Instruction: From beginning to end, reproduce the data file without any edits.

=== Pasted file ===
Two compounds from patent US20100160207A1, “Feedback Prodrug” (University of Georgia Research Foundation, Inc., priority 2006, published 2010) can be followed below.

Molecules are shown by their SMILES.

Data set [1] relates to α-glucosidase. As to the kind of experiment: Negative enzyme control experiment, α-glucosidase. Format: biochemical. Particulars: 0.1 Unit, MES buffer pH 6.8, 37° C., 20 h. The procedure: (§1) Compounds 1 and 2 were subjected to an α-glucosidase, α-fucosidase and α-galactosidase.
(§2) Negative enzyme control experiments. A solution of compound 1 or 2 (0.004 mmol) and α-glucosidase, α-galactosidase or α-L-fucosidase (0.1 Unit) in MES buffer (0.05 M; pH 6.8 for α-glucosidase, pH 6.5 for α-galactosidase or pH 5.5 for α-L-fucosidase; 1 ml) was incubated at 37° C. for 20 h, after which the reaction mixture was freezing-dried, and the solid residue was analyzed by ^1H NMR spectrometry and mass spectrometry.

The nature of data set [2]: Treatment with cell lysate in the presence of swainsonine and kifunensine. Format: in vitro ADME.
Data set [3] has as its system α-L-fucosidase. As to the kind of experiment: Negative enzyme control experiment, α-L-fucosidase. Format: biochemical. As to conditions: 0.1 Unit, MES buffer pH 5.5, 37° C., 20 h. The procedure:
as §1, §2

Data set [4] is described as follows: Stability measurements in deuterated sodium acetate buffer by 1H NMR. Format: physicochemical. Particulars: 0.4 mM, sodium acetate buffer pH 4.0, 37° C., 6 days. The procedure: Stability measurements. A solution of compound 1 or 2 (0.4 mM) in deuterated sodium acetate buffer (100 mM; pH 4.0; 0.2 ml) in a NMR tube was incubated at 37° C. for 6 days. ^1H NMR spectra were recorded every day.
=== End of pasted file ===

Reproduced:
Two compounds from patent US20100160207A1, “Feedback Prodrug” (University of Georgia Research Foundation, Inc., priority 2006, published 2010) can be followed below.

Molecules are shown by their SMILES.

Data set [1] relates to α-glucosidase. As to the kind of experiment: Negative enzyme control experiment, α-glucosidase. Format: biochemical. Particulars: 0.1 Unit, MES buffer pH 6.8, 37° C., 20 h. The procedure: (§1) Compounds 1 and 2 were subjected to an α-glucosidase, α-fucosidase and α-galactosidase.
(§2) Negative enzyme control experiments. A solution of compound 1 or 2 (0.004 mmol) and α-glucosidase, α-galactosidase or α-L-fucosidase (0.1 Unit) in MES buffer (0.05 M; pH 6.8 for α-glucosidase, pH 6.5 for α-galactosidase or pH 5.5 for α-L-fucosidase; 1 ml) was incubated at 37° C. for 20 h, after which the reaction mixture was freezing-dried, and the solid residue was analyzed by ^1H NMR spectrometry and mass spectrometry.

The nature of data set [2]: Treatment with cell lysate in the presence of swainsonine and kifunensine. Format: in vitro ADME.
Data set [3] has as its system α-L-fucosidase. As to the kind of experiment: Negative enzyme control experiment, α-L-fucosidase. Format: biochemical. As to conditions: 0.1 Unit, MES buffer pH 5.5, 37° C., 20 h. The procedure:
as §1, §2

Data set [4] is described as follows: Stability measurements in deuterated sodium acetate buffer by 1H NMR. Format: physicochemical. Particulars: 0.4 mM, sodium acetate buffer pH 4.0, 37° C., 6 days. The procedure: Stability measurements. A solution of compound 1 or 2 (0.4 mM) in deuterated sodium acetate buffer (100 mM; pH 4.0; 0.2 ml) in a NMR tube was incubated at 37° C. for 6 days. ^1H NMR spectra were recorded every day.